Sunday, December 28, 2008
I shot this yesterday off the road that leads down to the Islander on Gwynn's Island. This serene water scene belied a cruel and unusual punishment that I was about to endure, and that's what this post is about.
Yesterday, Chesapeake Bay Daughter and I went out to take some pictures because I am bored with the 4,000 I already have taken.
We stopped over at the Islander, and then, because I was feeling guilty for dragging her along (sitting in the back seat while your mother drives two feet, pulls over, snaps pictures of Who Knows What because you have no idea what she could possibly find interesting enough to photograph), I told her I'd take her to Hardee's drive-through for a milkshake. A milkshake would buy me enough good will to be able to drive down to Haven Beach to take even more pictures.
First, some background:
1. I am exceedingly non-confrontational and would rather eat undercooked poultry served up on a skewer as an appetizer than complain to the waitress that it was uncooked. (Just ask my friend Kathy. When Kathy told the waitress it was "rare" chicken, I smiled and said, "Yes, but it tasted fantastic.") I do not like to make anyone feel bad for any reason whatsoever. (Unless it's my sisters or family, and then it's clearly spelled out on my job description that I must be aggravating.)
2. I have had The Worst Possible Luck Ever in the History of Bad Luck with all fast-food restaurants and their drive-throughs. I could write a book on this topic alone.
3. This Hardee's in Mathews--at the risk of being sued for libel/slander--is without a doubt The Slowest Drive Through in the History of Drive-Throughs.
In spite of these well-documented facts, I pulled up to the Hardee's drive-through to get the daggone milkshake. Surely with only one car ahead of me, and hardly any cars in the parking lot - and it being well after lunch time- there would be no problem.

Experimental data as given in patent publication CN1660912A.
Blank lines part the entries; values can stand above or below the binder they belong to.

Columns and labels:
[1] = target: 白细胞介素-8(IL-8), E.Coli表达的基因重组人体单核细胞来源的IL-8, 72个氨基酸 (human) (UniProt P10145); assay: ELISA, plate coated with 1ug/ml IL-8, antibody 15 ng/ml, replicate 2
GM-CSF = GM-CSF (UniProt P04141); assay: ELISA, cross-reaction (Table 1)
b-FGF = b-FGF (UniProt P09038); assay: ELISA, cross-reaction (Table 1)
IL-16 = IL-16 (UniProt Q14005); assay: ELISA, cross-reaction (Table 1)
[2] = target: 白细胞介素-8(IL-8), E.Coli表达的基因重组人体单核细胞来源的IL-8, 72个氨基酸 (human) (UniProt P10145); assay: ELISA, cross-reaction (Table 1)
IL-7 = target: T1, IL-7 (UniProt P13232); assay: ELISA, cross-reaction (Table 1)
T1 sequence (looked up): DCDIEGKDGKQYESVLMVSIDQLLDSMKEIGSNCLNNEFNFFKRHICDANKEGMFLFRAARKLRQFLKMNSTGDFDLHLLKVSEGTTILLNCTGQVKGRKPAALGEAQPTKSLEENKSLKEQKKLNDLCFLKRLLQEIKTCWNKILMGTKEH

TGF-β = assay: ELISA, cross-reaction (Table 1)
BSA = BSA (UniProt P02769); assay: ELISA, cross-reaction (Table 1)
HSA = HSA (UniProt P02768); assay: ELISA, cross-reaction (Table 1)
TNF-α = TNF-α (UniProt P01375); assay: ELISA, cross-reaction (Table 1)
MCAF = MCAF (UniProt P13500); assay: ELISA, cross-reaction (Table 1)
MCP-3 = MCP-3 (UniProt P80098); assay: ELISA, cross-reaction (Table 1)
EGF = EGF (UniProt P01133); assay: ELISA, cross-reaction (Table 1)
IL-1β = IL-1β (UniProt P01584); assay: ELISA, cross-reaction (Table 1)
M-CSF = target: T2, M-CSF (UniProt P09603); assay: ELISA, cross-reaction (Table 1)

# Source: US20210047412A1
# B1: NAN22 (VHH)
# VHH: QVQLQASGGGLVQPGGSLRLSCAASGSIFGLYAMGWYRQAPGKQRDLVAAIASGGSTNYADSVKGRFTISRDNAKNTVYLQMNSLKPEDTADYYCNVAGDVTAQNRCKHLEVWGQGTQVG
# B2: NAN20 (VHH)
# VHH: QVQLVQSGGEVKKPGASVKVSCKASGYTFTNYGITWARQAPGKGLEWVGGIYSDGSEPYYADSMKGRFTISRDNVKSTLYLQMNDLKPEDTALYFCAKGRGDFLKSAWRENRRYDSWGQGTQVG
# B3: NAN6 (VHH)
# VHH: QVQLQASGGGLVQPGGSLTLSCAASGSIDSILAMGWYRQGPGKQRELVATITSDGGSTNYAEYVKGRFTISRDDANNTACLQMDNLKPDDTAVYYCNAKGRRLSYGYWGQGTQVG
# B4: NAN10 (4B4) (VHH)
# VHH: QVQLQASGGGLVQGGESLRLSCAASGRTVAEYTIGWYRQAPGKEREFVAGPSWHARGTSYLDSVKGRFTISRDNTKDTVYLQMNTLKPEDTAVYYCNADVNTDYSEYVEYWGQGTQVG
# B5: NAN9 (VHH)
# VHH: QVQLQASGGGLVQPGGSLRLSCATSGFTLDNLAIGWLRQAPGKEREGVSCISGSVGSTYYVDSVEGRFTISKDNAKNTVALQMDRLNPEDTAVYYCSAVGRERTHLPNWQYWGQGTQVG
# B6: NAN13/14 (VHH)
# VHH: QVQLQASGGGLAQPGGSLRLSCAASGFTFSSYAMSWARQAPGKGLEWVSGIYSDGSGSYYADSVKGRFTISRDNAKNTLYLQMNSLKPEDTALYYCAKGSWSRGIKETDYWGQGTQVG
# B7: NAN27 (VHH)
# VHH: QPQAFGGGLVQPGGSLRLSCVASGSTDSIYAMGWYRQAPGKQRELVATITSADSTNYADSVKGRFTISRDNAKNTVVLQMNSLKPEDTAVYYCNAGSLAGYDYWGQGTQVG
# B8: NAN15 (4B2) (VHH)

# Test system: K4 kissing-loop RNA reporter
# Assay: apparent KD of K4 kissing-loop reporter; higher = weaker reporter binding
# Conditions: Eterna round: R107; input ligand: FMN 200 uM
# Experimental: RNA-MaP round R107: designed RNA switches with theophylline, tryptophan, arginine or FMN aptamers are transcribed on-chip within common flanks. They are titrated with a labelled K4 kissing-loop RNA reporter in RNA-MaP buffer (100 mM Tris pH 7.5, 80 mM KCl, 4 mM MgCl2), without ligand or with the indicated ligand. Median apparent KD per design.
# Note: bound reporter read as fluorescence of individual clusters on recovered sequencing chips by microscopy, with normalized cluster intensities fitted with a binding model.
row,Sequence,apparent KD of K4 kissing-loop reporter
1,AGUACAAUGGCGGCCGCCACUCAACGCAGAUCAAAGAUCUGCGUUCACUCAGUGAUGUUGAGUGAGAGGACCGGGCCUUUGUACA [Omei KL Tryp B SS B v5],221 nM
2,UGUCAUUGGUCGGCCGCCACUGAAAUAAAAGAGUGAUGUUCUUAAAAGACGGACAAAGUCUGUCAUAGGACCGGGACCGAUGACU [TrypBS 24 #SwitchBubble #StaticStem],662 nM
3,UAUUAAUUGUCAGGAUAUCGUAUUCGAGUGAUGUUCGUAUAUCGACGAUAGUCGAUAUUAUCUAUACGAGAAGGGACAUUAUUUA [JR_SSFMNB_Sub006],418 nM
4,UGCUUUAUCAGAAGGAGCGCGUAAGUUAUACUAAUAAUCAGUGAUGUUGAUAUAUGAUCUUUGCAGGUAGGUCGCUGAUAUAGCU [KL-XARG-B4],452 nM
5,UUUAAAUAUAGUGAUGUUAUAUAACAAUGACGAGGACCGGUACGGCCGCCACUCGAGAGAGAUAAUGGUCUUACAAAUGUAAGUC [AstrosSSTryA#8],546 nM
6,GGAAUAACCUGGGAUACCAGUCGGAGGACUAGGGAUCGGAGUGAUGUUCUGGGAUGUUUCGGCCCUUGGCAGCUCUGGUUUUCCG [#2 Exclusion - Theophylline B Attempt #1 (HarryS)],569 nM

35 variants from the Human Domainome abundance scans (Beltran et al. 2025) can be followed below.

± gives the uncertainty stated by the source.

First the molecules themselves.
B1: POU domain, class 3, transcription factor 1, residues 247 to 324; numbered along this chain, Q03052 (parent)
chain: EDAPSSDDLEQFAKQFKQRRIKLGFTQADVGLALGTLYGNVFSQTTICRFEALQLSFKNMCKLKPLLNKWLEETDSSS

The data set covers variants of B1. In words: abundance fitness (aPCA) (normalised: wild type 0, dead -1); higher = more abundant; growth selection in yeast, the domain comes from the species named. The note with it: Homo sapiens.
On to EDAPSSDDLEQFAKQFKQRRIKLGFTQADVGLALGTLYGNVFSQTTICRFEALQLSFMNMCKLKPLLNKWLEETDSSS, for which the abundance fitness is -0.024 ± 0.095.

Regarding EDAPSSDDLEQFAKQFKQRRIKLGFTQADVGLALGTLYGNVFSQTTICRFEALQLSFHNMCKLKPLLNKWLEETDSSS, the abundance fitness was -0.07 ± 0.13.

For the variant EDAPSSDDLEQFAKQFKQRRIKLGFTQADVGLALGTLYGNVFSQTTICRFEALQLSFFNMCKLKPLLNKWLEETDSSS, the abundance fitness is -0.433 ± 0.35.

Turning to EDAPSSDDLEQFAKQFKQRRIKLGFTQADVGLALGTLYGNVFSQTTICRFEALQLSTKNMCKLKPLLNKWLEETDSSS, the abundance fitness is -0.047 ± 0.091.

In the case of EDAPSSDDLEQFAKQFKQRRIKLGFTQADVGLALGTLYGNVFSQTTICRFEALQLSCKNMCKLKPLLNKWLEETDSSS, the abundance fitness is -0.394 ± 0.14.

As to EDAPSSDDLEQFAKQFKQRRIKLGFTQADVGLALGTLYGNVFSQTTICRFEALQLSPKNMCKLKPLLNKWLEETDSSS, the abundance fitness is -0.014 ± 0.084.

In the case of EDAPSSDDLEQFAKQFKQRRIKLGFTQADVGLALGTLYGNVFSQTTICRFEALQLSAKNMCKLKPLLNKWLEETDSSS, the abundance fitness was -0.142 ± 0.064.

Why did I think that?
I placed the order and drove around the corner. With two cars ahead of me, we sat there for five minutes. Ten. Fifteen. Not budging. Nobody moving. No money being exchanged, no food being passed into vehicles, no cars pulling away. Nothing.
Then I started to play the game that you play where you consider other options yet don't act on them because you'll jinx yourself. Why don't I just pull over and walk in to get the daggone milkshake? Answer: Because that's when the line will move. Why don't I just go somewhere else? It'll take too long and there's only one fast-food establishment in Mathews. Why not just tell Chesapeake Bay Daughter we'll get it some other time? Because I need her to be a willing participant so I can get more pictures.
Well then, let's just wait. TWENTY MINUTES PASSED.
We finally made it to the window. The lady quickly took my money and said, "Your milkshake will be ready in a moment." Chesapeake Bay Daughter said, "I wonder what she thinks a moment is."
Come to find out, a moment at Hardee's is defined as six more of the most excruciating minutes that you ever plotted to strangle someone.
When she finally passed me the stuff, I said, "TWENTY SIX MINUTES IS A RIDICULOUS AMOUNT OF TIME TO WAIT FOR A MILKSHAKE. YOU DON'T HAVE TO WORRY ABOUT US COMING BACK HERE AGAIN."
Boy, I sure told her and gave her What For! I'm sure she will miss our three-times-a-year visit and that'll really get 'em in the pocketbook where it hurts.
She said she was sorry, and then I felt bad. I started to realize hormones could be a factor here, but then I quickly got over it. If she had just said to me, "Ma'am, I'm sorry you had to wait so long, we're understaffed today," I would have been all, "Oh, don't worry about it, we weren't in any rush." But no!! She just passes me the stuff and says nothing.
Because Chesapeake Bay Daughter has experienced each and every one of my "fast" food nightmares, she started laughing after we drove away. Then I did too, and good thing because my temples were throbbing a pre-stroke throb.
In other "fast" food fiascos, I once was forced into an argument with a most nasty and impatient voice coming through the loudspeaker at Burger King in Richmond* and ended up pulling away from the window on TWO WHEELS hollering that I would never, EVER, NEVER go to a Burker King again.
But that's yet another story for another time.
*Richmond is not only the capital of Virginia, it is also the Capital of the World's Worst Fast-Food Employees. There was a period of time when it had the reputation of being the Murder Capital of the United States. Coincidence? I think not.